To the dismay of many professional biographers (and, one hopes, some of their readers), the Biography sections of most bookshop chains these days seem to display not the well-researched and elegantly written lives of interesting people, but celebrity memoirs or ‘auto’biographies of the more or less famous. Since many celebrities are famous merely for being famous, their stories are often not very interesting. A new lease of life, however, has been given to the memoir racket by the so-called ‘misery memoir’, or ‘Mis-lit’, which relates the story of a wretched childhood full of hardship, abuse and general awfulness, all recorded in graphic detail. The popularity of these books is a mystery to me. Perhaps it lies in the inspiration of heroic victory over early disadvantage. More likely, I suspect, reading about other people’s misery has become the ideal spectator sport.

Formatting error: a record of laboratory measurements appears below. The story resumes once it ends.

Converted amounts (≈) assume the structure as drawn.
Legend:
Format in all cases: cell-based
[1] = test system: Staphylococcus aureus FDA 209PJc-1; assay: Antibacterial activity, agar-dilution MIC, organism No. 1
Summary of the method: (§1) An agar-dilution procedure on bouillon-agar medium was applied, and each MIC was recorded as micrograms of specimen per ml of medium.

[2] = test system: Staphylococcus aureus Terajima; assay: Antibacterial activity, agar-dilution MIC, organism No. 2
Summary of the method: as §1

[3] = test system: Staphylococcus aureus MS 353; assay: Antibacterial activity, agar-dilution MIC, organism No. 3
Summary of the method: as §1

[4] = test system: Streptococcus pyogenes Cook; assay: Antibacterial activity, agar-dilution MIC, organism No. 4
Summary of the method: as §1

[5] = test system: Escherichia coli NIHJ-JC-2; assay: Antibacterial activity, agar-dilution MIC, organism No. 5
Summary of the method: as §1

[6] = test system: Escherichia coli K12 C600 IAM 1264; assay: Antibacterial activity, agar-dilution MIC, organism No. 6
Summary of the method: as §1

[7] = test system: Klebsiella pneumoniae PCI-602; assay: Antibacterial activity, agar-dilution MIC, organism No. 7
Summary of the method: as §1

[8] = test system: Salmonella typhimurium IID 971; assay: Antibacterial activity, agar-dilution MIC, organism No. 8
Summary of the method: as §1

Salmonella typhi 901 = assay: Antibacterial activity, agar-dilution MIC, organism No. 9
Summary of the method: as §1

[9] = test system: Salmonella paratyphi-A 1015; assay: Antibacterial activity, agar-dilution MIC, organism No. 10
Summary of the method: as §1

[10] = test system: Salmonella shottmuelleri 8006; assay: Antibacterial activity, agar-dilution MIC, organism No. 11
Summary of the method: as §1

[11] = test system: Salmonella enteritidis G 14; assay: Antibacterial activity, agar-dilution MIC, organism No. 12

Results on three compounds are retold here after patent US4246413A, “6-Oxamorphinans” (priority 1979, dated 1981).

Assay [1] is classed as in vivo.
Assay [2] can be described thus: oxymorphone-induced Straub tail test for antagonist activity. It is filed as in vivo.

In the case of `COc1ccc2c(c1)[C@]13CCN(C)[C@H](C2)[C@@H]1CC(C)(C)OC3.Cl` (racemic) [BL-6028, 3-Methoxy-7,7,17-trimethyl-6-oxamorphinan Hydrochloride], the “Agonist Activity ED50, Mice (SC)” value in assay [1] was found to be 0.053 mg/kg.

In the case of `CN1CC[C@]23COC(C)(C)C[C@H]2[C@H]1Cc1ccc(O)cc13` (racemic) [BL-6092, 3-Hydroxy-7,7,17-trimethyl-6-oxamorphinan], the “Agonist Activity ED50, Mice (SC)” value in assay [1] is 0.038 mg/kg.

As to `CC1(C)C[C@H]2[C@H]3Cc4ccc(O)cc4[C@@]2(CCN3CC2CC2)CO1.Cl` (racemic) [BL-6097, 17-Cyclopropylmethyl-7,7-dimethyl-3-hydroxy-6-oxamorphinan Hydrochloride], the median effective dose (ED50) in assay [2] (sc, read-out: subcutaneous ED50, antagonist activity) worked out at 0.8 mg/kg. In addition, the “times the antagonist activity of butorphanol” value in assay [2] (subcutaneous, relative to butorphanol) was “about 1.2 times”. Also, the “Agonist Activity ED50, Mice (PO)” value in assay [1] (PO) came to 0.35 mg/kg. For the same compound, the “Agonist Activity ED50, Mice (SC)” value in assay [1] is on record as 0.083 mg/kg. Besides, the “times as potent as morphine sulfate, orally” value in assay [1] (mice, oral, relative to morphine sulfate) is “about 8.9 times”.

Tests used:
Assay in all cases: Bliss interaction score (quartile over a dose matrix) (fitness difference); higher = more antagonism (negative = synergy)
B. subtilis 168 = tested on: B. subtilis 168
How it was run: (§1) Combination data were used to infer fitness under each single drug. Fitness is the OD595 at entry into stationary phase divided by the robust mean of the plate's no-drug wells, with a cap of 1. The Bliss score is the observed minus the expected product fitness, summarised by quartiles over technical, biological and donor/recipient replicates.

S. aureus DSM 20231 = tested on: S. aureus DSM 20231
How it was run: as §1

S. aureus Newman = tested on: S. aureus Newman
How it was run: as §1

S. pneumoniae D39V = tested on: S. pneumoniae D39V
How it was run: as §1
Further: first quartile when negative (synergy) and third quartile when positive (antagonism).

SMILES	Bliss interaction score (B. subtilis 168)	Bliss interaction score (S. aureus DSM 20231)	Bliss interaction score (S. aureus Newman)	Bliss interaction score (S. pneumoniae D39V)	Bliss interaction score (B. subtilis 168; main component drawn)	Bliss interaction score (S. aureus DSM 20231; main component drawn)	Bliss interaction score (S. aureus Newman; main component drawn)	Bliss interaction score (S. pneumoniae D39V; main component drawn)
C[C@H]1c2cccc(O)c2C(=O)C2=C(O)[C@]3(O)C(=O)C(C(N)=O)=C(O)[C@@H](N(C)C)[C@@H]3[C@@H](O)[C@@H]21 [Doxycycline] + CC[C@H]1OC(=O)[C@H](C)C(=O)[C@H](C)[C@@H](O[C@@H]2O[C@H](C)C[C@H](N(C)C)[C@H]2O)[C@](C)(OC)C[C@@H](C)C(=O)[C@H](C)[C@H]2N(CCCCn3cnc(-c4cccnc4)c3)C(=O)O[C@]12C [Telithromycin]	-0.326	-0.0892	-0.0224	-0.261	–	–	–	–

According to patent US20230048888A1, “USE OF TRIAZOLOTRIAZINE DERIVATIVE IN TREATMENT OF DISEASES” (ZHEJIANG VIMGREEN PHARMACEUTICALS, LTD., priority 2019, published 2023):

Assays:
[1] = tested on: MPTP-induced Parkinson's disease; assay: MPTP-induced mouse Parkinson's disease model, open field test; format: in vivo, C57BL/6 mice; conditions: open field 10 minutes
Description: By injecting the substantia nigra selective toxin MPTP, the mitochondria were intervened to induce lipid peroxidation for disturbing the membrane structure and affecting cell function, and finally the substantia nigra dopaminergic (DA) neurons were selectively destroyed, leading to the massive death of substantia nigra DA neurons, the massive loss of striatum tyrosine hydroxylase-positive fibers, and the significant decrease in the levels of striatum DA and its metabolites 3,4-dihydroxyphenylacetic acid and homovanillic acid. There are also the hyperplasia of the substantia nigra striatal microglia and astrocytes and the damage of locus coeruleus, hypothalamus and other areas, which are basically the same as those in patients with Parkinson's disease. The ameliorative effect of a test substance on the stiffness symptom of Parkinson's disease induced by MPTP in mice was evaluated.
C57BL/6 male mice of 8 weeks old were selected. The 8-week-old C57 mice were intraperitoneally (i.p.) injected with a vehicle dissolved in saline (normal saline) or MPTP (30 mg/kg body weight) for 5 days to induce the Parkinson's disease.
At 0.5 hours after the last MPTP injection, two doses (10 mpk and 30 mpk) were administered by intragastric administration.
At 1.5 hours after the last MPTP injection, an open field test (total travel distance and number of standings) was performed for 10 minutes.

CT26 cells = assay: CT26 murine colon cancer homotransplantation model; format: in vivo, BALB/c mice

If one were searching for the perfect antidote to Mis-lit one would find it triumphantly in Gerald Durrell’s My Family and Other Animals. First published in 1956 and in print ever since, the book is surely one of the most enjoyable English memoirs of the second half of the twentieth century. Every page is a celebration of the colours, sounds, smells, tastes and tactile sensations of the then unspoilt island of Corfu where the Durrell family arrived in March 1935 and where they lived until their expulsion from Eden in 1939 on the outbreak of war. It is beautifully written, with some astonishingly vivid and exact descriptions, whether of capturing a water snake in a stream or watching a lizard in its progress across a nocturnal ceiling, and it gets away, effortlessly, with all sorts of things one isn’t meant to get away with, not least the antics and tics of Funny Foreigners.
The twin prongs of its success are the joyful evocation of fauna and flora on this idyllic island and the acutely observed social comedy. Durrell was expert in both. Though the Durrell
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